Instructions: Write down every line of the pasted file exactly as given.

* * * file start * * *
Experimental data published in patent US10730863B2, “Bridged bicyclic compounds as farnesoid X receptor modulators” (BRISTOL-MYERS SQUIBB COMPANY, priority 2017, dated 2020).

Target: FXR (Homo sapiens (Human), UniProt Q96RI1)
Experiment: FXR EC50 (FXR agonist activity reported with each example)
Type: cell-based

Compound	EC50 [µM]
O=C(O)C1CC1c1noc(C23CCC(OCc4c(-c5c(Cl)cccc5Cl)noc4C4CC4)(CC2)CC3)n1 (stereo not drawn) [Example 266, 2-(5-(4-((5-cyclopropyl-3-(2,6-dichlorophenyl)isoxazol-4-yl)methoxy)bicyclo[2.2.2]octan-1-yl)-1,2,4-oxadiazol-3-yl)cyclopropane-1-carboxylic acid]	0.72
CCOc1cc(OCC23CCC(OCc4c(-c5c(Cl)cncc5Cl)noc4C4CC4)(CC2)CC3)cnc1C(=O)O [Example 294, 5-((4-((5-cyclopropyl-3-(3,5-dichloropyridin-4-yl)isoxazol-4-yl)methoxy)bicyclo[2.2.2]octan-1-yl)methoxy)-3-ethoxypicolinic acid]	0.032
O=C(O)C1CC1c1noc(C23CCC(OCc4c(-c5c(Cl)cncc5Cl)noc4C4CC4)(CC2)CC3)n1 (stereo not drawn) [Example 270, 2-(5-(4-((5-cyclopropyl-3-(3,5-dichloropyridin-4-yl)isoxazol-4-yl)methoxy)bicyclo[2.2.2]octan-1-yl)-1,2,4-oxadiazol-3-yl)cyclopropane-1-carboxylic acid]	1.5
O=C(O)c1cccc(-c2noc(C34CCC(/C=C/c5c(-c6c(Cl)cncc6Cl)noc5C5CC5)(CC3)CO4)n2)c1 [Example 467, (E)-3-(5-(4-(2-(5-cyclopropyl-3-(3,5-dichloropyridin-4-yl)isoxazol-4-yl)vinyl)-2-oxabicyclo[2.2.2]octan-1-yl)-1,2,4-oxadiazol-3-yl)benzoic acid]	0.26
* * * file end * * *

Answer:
Experimental data published in patent US10730863B2, “Bridged bicyclic compounds as farnesoid X receptor modulators” (BRISTOL-MYERS SQUIBB COMPANY, priority 2017, dated 2020).

Target: FXR (Homo sapiens (Human), UniProt Q96RI1)
Experiment: FXR EC50 (FXR agonist activity reported with each example)
Type: cell-based

Compound	EC50 [µM]
O=C(O)C1CC1c1noc(C23CCC(OCc4c(-c5c(Cl)cccc5Cl)noc4C4CC4)(CC2)CC3)n1 (stereo not drawn) [Example 266, 2-(5-(4-((5-cyclopropyl-3-(2,6-dichlorophenyl)isoxazol-4-yl)methoxy)bicyclo[2.2.2]octan-1-yl)-1,2,4-oxadiazol-3-yl)cyclopropane-1-carboxylic acid]	0.72
CCOc1cc(OCC23CCC(OCc4c(-c5c(Cl)cncc5Cl)noc4C4CC4)(CC2)CC3)cnc1C(=O)O [Example 294, 5-((4-((5-cyclopropyl-3-(3,5-dichloropyridin-4-yl)isoxazol-4-yl)methoxy)bicyclo[2.2.2]octan-1-yl)methoxy)-3-ethoxypicolinic acid]	0.032
O=C(O)C1CC1c1noc(C23CCC(OCc4c(-c5c(Cl)cncc5Cl)noc4C4CC4)(CC2)CC3)n1 (stereo not drawn) [Example 270, 2-(5-(4-((5-cyclopropyl-3-(3,5-dichloropyridin-4-yl)isoxazol-4-yl)methoxy)bicyclo[2.2.2]octan-1-yl)-1,2,4-oxadiazol-3-yl)cyclopropane-1-carboxylic acid]	1.5
O=C(O)c1cccc(-c2noc(C34CCC(/C=C/c5c(-c6c(Cl)cncc6Cl)noc5C5CC5)(CC3)CO4)n2)c1 [Example 467, (E)-3-(5-(4-(2-(5-cyclopropyl-3-(3,5-dichloropyridin-4-yl)isoxazol-4-yl)vinyl)-2-oxabicyclo[2.2.2]octan-1-yl)-1,2,4-oxadiazol-3-yl)benzoic acid]	0.26